• the disagreement between Malta and Italy as to whether disembarkation should be to the nearest safe port or to a port within the country of the SAR zone. The International Maritime Organization should be urged to find a solution to the matter and step up its efforts towards a harmonised interpretation and application of international maritime law;
    • the fear of criminalisation (trafficking or aiding and abetting irregular migration) by those who go to the rescue of boats carrying irregular migrants, asylum seekers and refugees;
    • legislation to criminalise private shipmasters who fail to comply with their duty under the law of the sea, as is already the case in certain Council of Europe member States;
  • ensure that, in accordance with the Hirsi v. Italy judgment of the European Court of Human Rights, after the rescue operation, people are not pushed back to a country where they risk being treated in violation of Article 3 of the European Convention on Human Rights;
  • tackle the issue of responsibility sharing, particularly in the context of rescue services, disembarkation, administration of asylum requests, setting up reception facilities and relocation and resettlement, with a view to developing a binding European Union protocol for the Mediterranean region. The heavy burden placed on frontline States leads to a problem of saturation and a reluctance to take responsibility;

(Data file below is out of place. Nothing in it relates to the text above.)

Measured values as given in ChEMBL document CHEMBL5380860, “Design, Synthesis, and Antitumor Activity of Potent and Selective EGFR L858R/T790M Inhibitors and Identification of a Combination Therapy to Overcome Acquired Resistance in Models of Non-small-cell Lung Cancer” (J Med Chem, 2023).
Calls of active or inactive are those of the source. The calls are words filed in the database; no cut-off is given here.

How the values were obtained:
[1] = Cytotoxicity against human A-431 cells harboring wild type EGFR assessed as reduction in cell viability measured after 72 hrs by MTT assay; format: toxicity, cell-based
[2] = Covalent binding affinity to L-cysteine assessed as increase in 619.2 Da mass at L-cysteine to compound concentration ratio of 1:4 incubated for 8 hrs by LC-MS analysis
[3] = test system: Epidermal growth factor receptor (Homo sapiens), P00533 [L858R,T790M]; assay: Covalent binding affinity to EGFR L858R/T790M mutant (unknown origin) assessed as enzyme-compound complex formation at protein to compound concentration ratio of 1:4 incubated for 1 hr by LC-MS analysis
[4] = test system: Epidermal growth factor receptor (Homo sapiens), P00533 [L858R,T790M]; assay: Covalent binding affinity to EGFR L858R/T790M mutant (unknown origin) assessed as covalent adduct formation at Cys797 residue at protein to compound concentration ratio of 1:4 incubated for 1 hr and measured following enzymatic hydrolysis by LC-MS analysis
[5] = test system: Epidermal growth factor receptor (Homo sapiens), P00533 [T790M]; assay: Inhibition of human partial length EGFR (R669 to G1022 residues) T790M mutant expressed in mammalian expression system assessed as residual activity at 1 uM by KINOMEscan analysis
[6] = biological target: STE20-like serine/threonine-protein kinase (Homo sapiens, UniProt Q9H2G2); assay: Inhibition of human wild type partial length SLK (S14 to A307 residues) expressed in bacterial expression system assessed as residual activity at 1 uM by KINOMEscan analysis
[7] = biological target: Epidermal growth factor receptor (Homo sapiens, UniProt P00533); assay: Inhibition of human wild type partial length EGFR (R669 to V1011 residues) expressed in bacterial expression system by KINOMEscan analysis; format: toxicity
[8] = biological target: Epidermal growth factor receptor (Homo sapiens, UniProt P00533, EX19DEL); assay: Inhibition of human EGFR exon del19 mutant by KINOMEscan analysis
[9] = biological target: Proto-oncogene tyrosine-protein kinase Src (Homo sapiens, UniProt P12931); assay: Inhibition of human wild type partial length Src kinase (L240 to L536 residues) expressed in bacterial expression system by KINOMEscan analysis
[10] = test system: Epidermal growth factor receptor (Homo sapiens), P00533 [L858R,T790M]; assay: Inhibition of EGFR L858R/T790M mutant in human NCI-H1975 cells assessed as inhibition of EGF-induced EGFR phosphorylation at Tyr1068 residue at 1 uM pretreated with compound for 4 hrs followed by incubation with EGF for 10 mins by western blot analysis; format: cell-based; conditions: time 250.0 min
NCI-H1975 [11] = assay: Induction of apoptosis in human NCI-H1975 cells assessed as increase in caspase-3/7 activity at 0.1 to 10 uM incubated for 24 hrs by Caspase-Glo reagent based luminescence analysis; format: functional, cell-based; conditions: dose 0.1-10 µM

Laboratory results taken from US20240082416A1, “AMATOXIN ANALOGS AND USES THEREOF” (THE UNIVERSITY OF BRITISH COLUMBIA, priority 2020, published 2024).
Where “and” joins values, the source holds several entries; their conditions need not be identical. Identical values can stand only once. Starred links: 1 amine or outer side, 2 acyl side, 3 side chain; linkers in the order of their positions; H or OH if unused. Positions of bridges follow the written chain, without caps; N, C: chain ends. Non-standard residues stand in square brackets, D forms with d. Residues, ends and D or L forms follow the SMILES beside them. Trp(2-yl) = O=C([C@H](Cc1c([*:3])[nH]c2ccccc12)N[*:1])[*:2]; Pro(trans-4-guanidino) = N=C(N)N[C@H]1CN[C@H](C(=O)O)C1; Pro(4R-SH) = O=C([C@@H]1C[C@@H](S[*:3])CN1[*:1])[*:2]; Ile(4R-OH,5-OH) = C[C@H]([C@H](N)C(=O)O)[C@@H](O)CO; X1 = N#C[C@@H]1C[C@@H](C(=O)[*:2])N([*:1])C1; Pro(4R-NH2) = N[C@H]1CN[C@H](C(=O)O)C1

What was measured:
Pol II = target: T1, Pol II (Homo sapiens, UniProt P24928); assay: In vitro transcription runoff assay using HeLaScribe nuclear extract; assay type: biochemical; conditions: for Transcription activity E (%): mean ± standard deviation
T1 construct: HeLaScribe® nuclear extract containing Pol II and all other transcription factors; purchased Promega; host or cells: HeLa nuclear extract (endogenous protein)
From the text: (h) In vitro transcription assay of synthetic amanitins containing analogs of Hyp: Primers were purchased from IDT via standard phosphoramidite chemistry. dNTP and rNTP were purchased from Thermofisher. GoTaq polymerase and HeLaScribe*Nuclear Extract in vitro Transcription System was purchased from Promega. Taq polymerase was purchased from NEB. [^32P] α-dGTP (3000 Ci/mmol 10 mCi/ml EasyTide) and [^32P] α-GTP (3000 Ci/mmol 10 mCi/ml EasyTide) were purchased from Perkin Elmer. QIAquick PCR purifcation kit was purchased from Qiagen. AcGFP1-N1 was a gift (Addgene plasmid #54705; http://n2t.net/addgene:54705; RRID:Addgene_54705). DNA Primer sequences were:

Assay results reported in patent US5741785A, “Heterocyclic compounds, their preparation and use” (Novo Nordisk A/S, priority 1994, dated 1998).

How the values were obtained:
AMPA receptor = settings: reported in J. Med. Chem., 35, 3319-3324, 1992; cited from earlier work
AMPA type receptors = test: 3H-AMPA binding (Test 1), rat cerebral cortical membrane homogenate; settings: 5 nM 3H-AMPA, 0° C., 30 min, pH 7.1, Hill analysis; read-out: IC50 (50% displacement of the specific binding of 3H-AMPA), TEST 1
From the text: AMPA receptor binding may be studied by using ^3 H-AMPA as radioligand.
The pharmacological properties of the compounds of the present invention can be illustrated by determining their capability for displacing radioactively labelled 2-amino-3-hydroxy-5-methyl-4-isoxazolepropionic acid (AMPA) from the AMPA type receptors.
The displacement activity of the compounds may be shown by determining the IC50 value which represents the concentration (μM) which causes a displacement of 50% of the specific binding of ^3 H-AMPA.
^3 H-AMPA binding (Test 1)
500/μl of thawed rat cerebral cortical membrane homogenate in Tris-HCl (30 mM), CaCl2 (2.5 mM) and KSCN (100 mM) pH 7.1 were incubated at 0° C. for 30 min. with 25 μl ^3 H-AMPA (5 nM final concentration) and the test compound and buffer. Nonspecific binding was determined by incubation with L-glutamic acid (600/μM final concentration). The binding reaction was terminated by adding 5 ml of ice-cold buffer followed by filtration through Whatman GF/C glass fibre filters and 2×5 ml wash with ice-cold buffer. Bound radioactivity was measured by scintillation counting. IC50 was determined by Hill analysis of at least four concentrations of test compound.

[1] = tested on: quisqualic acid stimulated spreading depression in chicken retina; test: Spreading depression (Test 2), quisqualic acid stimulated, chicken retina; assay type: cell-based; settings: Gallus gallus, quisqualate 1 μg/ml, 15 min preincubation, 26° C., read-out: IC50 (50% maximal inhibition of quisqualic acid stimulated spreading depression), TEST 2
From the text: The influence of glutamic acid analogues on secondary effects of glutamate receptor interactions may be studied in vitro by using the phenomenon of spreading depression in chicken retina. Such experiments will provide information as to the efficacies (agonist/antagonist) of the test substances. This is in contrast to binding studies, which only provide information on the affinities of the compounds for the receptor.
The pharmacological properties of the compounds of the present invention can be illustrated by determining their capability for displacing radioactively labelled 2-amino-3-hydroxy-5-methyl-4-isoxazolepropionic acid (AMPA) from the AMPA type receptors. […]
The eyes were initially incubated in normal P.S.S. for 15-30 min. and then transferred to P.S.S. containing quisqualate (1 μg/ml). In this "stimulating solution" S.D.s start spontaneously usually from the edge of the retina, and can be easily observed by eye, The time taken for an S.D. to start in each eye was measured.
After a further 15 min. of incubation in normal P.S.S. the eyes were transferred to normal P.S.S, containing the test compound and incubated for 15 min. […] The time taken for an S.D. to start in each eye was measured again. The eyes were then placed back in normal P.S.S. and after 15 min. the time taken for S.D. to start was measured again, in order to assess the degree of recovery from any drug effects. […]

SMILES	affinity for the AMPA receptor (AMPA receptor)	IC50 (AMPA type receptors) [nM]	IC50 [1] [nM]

• respect the families’ right to know the fate of those who lose their lives at sea by improving identity data collection and sharing. This could include the setting up of a DNA file of the remains of those retrieved from the Mediterranean Sea. In this context, the ongoing work of the International Committee of the Red Cross (ICRC) and other organisations should be acknowledged and supported.

For more on this, see Jack Shenker’s article in today’s Guardian, “Mediterranean migrant deaths: a litany of largely avoidable loss.”

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Filed under Council of Europe, European Union, Frontex, Italy, Libya, Mediterranean

Italy Diverts Additional Commercial Ships to Rescue Migrants

The Italian news agency AGI reported that Italian search and rescue authorities yesterday diverted two commercial ships, the Patroclus, a Maltese oil tanker, and the Cdry White, an Italian cargo ship, to assist with the rescue of two groups of migrants.  The first group of approximately 76 migrants was rescued about 40 miles from Tripoli by an Italian coastguard vessel; the group was then transferred to the Cdry White.  The Patroclus appears to have directly rescued a group of approximately 97 migrants south of Lampedusa.  AGI reported that the two commercial ships are sailing to Trapani and Pozzallo in Sicily to disembark the rescued migrants.

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PACE Report on “Lives Lost in the Mediterranean Sea: Who is Responsible?” Scheduled for Release on 29 March

The draft report prepared by Tineke Strik (Netherlands, SOC), “Lives lost in the Mediterranean Sea: who is responsible?”, will be considered on 29 March in a closed session by the PACE Committee on Migration, Refugees and Displaced Persons.

If the draft report receives committee approval it will be released to the public by Ms. Strik at a press conference scheduled for 2 p.m. CET.  Representatives from HRW and FIDH will participate in the press conference.  (Click here for HRW press release.) The report will be next be considered during “plenary debate by the 318-member Parliamentary Assembly, probably on Tuesday 24 April during its spring session in Strasbourg.”

Full text of PACE press release:  “Strasbourg, 26.03.2012 – Tineke Strik (Netherlands, SOC), rapporteur for the Parliamentary Assembly of the Council of Europe (PACE) on ‘Lives lost in the Mediterranean Sea: who is responsible?’ will present her draft report at a press conference in Brussels on Thursday 29th March 2012.